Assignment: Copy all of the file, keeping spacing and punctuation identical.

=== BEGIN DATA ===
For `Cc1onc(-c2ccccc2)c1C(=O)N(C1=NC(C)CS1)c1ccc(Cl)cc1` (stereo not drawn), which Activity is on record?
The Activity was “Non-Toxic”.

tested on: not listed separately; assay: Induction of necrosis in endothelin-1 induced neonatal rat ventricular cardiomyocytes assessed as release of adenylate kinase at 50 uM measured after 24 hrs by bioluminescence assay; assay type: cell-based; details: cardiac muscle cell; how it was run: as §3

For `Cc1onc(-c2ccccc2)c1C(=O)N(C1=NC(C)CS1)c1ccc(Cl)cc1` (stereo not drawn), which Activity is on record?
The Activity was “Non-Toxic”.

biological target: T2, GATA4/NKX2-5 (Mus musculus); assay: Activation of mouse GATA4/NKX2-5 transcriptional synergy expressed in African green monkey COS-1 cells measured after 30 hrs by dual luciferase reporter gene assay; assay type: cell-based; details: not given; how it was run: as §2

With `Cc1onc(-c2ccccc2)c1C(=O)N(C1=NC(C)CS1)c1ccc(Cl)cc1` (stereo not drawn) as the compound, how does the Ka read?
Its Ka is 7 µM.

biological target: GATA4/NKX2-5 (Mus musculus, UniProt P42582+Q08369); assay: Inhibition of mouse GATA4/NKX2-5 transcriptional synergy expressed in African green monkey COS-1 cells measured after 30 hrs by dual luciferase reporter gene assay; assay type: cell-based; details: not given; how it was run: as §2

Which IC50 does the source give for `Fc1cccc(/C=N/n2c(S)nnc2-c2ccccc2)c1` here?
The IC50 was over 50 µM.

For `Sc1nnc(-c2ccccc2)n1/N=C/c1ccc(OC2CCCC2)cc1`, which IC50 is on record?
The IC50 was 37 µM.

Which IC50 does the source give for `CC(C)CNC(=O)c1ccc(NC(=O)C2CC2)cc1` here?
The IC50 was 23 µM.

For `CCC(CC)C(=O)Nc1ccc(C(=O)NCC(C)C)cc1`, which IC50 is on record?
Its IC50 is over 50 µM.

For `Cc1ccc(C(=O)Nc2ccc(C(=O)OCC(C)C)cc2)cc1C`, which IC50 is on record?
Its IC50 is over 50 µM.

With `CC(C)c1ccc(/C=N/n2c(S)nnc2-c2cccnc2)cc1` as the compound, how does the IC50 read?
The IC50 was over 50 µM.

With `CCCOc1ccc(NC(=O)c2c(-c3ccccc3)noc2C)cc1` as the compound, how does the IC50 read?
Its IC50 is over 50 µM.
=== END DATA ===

For `Cc1onc(-c2ccccc2)c1C(=O)N(C1=NC(C)CS1)c1ccc(Cl)cc1` (stereo not drawn), which Activity is on record?
The Activity was “Non-Toxic”.

tested on: not listed separately; assay: Induction of necrosis in endothelin-1 induced neonatal rat ventricular cardiomyocytes assessed as release of adenylate kinase at 50 uM measured after 24 hrs by bioluminescence assay; assay type: cell-based; details: cardiac muscle cell; how it was run: as §3

For `Cc1onc(-c2ccccc2)c1C(=O)N(C1=NC(C)CS1)c1ccc(Cl)cc1` (stereo not drawn), which Activity is on record?
The Activity was “Non-Toxic”.

biological target: T2, GATA4/NKX2-5 (Mus musculus); assay: Activation of mouse GATA4/NKX2-5 transcriptional synergy expressed in African green monkey COS-1 cells measured after 30 hrs by dual luciferase reporter gene assay; assay type: cell-based; details: not given; how it was run: as §2

With `Cc1onc(-c2ccccc2)c1C(=O)N(C1=NC(C)CS1)c1ccc(Cl)cc1` (stereo not drawn) as the compound, how does the Ka read?
Its Ka is 7 µM.

biological target: GATA4/NKX2-5 (Mus musculus, UniProt P42582+Q08369); assay: Inhibition of mouse GATA4/NKX2-5 transcriptional synergy expressed in African green monkey COS-1 cells measured after 30 hrs by dual luciferase reporter gene assay; assay type: cell-based; details: not given; how it was run: as §2

Which IC50 does the source give for `Fc1cccc(/C=N/n2c(S)nnc2-c2ccccc2)c1` here?
The IC50 was over 50 µM.

For `Sc1nnc(-c2ccccc2)n1/N=C/c1ccc(OC2CCCC2)cc1`, which IC50 is on record?
The IC50 was 37 µM.

Which IC50 does the source give for `CC(C)CNC(=O)c1ccc(NC(=O)C2CC2)cc1` here?
The IC50 was 23 µM.

For `CCC(CC)C(=O)Nc1ccc(C(=O)NCC(C)C)cc1`, which IC50 is on record?
Its IC50 is over 50 µM.

For `Cc1ccc(C(=O)Nc2ccc(C(=O)OCC(C)C)cc2)cc1C`, which IC50 is on record?
Its IC50 is over 50 µM.

With `CC(C)c1ccc(/C=N/n2c(S)nnc2-c2cccnc2)cc1` as the compound, how does the IC50 read?
The IC50 was over 50 µM.

With `CCCOc1ccc(NC(=O)c2c(-c3ccccc3)noc2C)cc1` as the compound, how does the IC50 read?
Its IC50 is over 50 µM.